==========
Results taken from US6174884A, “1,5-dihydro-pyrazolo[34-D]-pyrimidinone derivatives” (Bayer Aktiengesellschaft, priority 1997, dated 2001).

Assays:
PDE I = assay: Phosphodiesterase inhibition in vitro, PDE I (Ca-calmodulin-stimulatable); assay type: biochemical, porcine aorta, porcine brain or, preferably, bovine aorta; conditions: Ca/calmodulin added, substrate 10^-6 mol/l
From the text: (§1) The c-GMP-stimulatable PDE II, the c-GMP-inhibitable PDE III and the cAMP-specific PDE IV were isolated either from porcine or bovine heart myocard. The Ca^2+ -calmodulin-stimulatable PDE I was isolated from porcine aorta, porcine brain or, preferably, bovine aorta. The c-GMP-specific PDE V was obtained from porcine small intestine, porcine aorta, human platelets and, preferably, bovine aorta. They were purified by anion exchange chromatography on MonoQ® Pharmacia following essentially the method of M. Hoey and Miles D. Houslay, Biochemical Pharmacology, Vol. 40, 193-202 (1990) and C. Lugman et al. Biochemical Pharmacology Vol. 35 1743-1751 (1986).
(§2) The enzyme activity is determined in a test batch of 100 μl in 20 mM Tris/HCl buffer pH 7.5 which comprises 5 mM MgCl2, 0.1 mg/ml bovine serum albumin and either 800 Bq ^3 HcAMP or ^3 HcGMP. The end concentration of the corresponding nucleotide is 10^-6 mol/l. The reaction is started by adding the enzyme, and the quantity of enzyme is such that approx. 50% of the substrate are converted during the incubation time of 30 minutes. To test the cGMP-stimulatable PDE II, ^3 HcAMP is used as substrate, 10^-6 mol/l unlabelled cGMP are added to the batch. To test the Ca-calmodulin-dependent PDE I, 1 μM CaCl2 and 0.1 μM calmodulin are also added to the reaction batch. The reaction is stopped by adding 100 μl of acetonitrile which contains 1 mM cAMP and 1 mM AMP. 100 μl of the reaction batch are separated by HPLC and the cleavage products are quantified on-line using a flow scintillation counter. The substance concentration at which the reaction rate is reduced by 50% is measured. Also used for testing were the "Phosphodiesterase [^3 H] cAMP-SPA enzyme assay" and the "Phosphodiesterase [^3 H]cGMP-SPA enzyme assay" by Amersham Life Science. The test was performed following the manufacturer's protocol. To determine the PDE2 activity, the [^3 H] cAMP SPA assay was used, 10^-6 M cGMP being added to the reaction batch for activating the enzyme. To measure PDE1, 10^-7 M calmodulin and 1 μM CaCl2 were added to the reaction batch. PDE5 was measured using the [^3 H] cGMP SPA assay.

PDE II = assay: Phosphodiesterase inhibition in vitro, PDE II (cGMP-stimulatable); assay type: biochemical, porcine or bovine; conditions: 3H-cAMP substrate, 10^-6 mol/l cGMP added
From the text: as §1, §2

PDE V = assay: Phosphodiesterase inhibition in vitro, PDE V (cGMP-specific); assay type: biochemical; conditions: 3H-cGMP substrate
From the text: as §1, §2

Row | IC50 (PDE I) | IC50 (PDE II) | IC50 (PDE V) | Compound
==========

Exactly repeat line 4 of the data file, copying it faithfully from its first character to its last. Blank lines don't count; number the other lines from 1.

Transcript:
From the text: (§1) The c-GMP-stimulatable PDE II, the c-GMP-inhibitable PDE III and the cAMP-specific PDE IV were isolated either from porcine or bovine heart myocard. The Ca^2+ -calmodulin-stimulatable PDE I was isolated from porcine aorta, porcine brain or, preferably, bovine aorta. The c-GMP-specific PDE V was obtained from porcine small intestine, porcine aorta, human platelets and, preferably, bovine aorta. They were purified by anion exchange chromatography on MonoQ® Pharmacia following essentially the method of M. Hoey and Miles D. Houslay, Biochemical Pharmacology, Vol. 40, 193-202 (1990) and C. Lugman et al. Biochemical Pharmacology Vol. 35 1743-1751 (1986).